Download Cloudsplitter epub book
Author: Russell Banks
ISBN13: 978-0676971156
Title: Cloudsplitter
Format: doc azw mobi lrf
ePUB size: 1226 kb
FB2 size: 1892 kb
DJVU size: 1267 kb
Language: English
Category: World Literature
Publisher: Knopf Canada; First Edition edition (1998)

Cloudsplitter by Russell Banks

More Raves for Cloudsplitter. Also by Russell Banks. And how you and the professor answer it will determine to a considerable degree how you and whoever reads your book will come to view the long, savage war between the white race and the black race on this continent. If the book that your good professor is presently composing, though it contain all the known and previously unrecorded facts of my father’s life, cannot show and declare once and for all that Old Brown either was or was not mad, then it will be a useless addition to the head-high pile of useless books already written about him.

Russell Banks offers a portrait of John Brown that is neither hero worship nor character assassination. Instead, it is a flesh and blood John Brown that emerges: a deeply religious, flawed, idealistic, and sincere man whose extremism was a natural extension of his passion for justice. In Banks’ interpretation, it is John Brown’s son and lieutenant, Owen, whose violent nature focuses his father’s rage and pushes him to action.

Cloudsplitter is a 1998 historical novel by Russell Banks relating the story of abolitionist John Brown. The novel is narrated as a retrospective by John Brown's son, Owen Brown, from his hermitage in the San Gabriel Mountains of California.

Cloudsplitter : a novel Russell Banks. Library of Congress Control Number: 97022163. International Standard Book Number (ISBN): 0060168609. C) 2017-2018 All rights are reserved by their owners. On this site it is impossible to download the book, read the book online or get the contents of a book. The administration of the site is not responsible for the content of the site. The data of catalog based on open source database. All rights are reserved by their owners. Download book Cloudsplitter : a novel, Russell Banks.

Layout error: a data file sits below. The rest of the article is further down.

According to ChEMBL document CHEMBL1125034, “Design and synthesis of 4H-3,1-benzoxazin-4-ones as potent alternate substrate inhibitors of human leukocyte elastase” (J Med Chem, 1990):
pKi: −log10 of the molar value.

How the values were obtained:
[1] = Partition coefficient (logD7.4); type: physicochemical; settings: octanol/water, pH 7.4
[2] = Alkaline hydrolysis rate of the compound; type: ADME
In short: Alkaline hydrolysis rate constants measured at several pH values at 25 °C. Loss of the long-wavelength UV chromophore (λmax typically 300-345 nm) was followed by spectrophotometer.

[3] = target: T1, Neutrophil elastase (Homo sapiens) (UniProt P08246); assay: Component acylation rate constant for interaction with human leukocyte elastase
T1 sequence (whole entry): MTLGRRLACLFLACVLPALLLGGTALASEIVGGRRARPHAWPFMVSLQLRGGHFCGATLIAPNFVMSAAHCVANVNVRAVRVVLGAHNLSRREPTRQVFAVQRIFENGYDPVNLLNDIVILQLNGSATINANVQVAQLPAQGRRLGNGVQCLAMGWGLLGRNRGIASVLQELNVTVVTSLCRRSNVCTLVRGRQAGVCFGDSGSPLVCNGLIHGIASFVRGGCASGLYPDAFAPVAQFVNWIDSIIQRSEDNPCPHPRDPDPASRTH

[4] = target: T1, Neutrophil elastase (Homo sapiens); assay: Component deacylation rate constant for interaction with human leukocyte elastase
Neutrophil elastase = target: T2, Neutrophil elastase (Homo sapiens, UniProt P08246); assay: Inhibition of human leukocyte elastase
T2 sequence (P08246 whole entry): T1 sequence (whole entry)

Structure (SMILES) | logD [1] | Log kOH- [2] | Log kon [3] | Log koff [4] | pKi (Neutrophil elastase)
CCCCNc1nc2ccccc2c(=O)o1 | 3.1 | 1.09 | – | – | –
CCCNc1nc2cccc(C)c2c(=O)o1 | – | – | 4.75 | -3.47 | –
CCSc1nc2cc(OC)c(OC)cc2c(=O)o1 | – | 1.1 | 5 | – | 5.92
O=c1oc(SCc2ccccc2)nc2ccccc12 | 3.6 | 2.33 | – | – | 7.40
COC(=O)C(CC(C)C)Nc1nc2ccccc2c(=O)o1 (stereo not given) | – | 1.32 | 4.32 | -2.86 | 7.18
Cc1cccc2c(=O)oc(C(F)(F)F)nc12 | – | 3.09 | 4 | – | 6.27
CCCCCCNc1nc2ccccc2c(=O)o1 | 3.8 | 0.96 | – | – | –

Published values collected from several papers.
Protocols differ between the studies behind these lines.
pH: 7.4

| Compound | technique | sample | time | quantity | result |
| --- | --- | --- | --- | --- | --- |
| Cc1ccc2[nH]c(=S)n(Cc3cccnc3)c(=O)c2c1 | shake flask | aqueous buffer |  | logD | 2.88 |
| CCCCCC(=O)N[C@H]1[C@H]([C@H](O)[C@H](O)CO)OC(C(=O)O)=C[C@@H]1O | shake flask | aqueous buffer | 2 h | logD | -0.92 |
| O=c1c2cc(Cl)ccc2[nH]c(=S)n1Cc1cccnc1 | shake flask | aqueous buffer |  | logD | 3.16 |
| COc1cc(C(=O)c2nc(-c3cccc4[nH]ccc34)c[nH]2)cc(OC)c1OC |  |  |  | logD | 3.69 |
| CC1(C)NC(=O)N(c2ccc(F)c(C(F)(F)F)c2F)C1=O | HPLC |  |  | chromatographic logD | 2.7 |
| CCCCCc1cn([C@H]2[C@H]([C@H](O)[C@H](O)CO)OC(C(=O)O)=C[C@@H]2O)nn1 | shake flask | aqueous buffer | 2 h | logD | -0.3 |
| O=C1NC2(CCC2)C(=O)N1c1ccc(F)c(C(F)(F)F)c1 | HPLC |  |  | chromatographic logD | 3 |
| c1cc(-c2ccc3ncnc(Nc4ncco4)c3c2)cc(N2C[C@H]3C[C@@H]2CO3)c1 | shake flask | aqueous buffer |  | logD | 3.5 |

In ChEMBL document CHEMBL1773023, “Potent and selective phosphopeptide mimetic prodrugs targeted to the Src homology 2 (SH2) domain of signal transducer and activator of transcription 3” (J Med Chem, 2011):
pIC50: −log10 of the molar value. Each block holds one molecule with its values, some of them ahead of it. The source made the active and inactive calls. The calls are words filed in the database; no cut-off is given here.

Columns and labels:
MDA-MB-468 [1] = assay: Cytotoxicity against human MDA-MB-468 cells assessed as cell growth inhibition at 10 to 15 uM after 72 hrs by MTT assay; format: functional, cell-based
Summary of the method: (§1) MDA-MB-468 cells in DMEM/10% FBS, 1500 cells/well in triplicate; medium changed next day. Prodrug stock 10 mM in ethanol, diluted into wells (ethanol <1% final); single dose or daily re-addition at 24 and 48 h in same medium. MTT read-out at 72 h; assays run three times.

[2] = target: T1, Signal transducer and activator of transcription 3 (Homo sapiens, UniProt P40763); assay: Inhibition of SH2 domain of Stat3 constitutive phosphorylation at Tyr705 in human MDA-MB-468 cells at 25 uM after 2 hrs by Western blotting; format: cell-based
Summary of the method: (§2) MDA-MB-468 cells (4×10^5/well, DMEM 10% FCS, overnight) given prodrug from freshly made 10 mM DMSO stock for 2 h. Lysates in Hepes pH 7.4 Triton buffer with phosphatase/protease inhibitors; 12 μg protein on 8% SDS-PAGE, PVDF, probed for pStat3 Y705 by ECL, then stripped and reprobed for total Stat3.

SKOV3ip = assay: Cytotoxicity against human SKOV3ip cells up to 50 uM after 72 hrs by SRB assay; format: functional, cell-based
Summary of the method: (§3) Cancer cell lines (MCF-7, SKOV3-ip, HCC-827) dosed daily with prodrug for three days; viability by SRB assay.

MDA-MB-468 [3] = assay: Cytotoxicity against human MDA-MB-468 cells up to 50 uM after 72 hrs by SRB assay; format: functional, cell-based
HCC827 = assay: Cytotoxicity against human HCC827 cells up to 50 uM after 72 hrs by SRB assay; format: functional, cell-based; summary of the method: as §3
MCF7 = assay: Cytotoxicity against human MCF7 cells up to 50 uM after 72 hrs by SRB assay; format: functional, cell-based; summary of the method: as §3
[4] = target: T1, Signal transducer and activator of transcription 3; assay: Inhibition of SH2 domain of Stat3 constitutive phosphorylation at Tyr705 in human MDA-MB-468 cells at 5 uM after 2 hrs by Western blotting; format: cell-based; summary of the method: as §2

In this way, Cloudsplitter resembles Banks' Affliction, also about a weak-willed son who denies and finally succumbs to his father's brutal influence.

0 5 Author: Russell Banks Narrator: Pete Larkin. A triumph of the imagination and a masterpiece of modern storytelling, Cloudsplitter is narrated by the enigmatic Owen Brown, last surviving son of America's most famous and still controversial political terrorist and martyr, John Brown. Always have a good book lined up - Listen and read whenever you want. Read and listen to as many books as you like! Download books offline, listen to several books continuously, choose stories for your kids, or try out a book that you didn't thought you would like to listen to.

Cloudsplitter is a 1998 historical novel by Russell Banks relating the story of abolitionist John Brown. The novel is narrated as a retrospective by John Brown's son, Owen Brown, from his hermitage in the San Gabriel Mountains of California. His reminiscences are triggered by the reception of an invitation from a Miss Mayo, assistant to Oswald Garrison Villard, then researching his book John Brown: A Biography Fifty Years After (Boston, 1910).
Reviews: 7
Although Russell Banks’ epic novel about the abolitionist, John Brown, comes with all the trappings of historical fiction (detailed pedantry, forced dialogue, etc.) it still engages you by the liveliness of its central subject. Adopting the relatively obscure perspective of his son, Owen Brown, Cloudsplitter is both about the political revolution as well as the more personal question of what it means to live under the shadow of another. As religious language and metaphor is heaped upon scenario after scenario, ultimately culminating in the famous siege at Harper’s Ferry, Banks takes you along a journey in the great tradition of Twain, and to a lesser extent, Hawthorne. While not a great book, Cloudsplitter is a genuinely entertaining story.